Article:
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A class-action suit has been filed against a California RE/MAX branch and United Title Co. alleging illegal kickbacks, fraud and unfair competition.

The lawsuit, filed in May in the U.S. District Court in the Southern District of California, alleges that United Title and the RE/MAX branch violated the anti-kickback protections of the Real Estate Settlement Procedures Act, known as RESPA.

Alleged kickbacks in the real estate title insurance arena have taken center stage this year, sparked by a Colorado inquiry into title insurance practices. John Garamendi, California’s insurance regulator, announced in July that three major title insurers would pay more than $37 million to settle charges of kickbacks to lenders, builders and real estate agents.

The lawsuit is a class action suit on behalf of everyone who sold or purchased a home in California using RE/MAX as their agent or broker “and were induced by RE/MAX to use the services of United Title,” according to the complaint.

The plaintiffs are asking for damages of up to three times the fees they paid and also seek an injunction barring all defendants from giving or getting kickbacks and failing to disclose they are in affiliated business arrangements.

The six plaintiffs named in the legal papers are San Diego residents Felix and Linda Rodriguez, Laura Willis, Rosario and Susan Villareal and Ruth Warren. The six say when they bought San Diego homes using RE/MAX sales agents, their agents recommended United Title for either title or escrow services or both.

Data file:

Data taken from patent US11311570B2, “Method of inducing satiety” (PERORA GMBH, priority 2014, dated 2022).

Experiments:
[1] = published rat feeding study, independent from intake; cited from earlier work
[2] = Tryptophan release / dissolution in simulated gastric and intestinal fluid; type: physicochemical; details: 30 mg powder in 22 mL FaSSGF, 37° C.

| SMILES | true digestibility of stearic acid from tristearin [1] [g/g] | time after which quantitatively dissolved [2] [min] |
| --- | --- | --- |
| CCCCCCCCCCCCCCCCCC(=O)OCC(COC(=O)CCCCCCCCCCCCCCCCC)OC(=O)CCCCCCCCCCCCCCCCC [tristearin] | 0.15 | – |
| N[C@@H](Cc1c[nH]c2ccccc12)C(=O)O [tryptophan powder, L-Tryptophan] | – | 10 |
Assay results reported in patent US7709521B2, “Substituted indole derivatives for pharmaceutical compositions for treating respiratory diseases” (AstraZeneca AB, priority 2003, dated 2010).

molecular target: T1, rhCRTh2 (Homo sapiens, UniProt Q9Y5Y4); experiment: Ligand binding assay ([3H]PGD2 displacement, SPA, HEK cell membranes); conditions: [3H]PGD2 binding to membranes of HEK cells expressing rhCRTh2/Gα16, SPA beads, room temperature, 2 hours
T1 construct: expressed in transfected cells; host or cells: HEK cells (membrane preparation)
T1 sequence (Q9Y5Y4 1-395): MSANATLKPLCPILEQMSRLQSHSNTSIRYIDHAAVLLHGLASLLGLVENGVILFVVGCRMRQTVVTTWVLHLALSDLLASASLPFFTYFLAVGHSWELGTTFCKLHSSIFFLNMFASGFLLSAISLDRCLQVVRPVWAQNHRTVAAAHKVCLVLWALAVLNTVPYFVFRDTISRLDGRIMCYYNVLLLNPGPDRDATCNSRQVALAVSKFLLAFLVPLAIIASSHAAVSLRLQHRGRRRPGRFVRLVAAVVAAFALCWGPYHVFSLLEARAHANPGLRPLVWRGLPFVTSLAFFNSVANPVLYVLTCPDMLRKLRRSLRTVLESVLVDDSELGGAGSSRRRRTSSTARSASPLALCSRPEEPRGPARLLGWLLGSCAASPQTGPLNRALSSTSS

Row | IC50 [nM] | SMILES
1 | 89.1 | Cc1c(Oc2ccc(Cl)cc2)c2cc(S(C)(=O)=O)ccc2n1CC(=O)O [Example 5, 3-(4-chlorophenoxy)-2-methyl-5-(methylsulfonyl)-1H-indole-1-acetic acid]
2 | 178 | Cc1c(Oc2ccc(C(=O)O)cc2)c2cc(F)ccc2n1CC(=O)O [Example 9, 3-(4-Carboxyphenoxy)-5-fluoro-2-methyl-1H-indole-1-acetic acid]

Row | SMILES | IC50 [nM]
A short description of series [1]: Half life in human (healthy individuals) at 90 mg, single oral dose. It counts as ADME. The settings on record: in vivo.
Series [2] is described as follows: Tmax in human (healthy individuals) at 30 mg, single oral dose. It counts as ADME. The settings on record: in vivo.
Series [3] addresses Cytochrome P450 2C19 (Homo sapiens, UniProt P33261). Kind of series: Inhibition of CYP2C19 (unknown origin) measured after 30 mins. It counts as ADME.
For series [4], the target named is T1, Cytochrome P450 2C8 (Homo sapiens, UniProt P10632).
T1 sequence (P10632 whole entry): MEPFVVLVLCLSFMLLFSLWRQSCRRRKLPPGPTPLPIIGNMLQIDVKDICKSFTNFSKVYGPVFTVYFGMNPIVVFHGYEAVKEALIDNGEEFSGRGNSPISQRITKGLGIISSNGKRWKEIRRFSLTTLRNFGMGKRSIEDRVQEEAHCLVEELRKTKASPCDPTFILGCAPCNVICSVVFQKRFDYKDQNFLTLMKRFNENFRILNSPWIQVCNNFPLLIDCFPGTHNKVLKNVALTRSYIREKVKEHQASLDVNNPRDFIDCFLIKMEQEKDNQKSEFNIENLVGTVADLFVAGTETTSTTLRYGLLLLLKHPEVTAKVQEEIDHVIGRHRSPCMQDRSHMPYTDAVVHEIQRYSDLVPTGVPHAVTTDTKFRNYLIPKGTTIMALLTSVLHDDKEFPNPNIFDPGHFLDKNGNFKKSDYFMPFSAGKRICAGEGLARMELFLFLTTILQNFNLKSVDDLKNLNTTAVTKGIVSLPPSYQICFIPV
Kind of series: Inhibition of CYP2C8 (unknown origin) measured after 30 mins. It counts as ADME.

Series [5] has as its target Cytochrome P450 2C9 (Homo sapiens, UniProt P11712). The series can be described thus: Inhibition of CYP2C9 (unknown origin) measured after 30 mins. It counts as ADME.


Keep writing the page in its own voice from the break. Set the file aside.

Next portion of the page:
The lawsuit alleges that United Title paid a “bonus” to RE/MAX for referrals in violation of RESPA.

RESPA states, “No person shall give and no person shall accept any fee, kickback, or thing of value pursuant to any agreement or understanding…that business incident to or a part of a real estate settlement service…shall be referred to another person.”

Also, the complaint alleges that United Title and RE/MAX violated RESPA’s disclosure provisions.

“They (the six) either were not told there was a business relationship between RE/MAX and United, or the disclosure was not sufficient,” said Kevin Young, one of the attorneys for the plaintiffs.

Messages left for Reginald Vitek ofSeltzer Caplan Mc Mahon Vitek, the firm representing RE/MAX, were not returned by press time, nor was a message left at the RE/MAX brokerage.

This suit, Rodriguez v. United Title, is unusual because past anti-kickback lawsuits, as well as enforcement actions have centered on title agencies. This is because it is illegal under RESPA for title insurers to offer kickbacks, sources say.

“The broker (RE/MAX) is included for unfair business practices under California’s business and professions code,” said Kevin Young, attorney for the six plaintiffs.

In May, in a more typical example, an Illinois man filed a class-action lawsuit against First American Title Insurance Co. alleging the company misrepresented closing charges, according to media reports.

In July, three major title insurers settled with John Garamendi, California’s insurance regulator, in a probe of their practices.

The companies were accused of paying $25.4 million in illegal kickbacks to various lenders, builders and real estate agents in exchange for the referral of title insurance business. The title insurers settled without admitting wrongdoing.

Garamendi, who is also co-chair of the Title Insurance Working Group within the National Association of Insurance Commissioners, has worked with Colorado and Washington state insurance regulators to probe a series of alleged phony reinsurance contracts between title companies and subsidiaries of real estate agents, developers and lenders.


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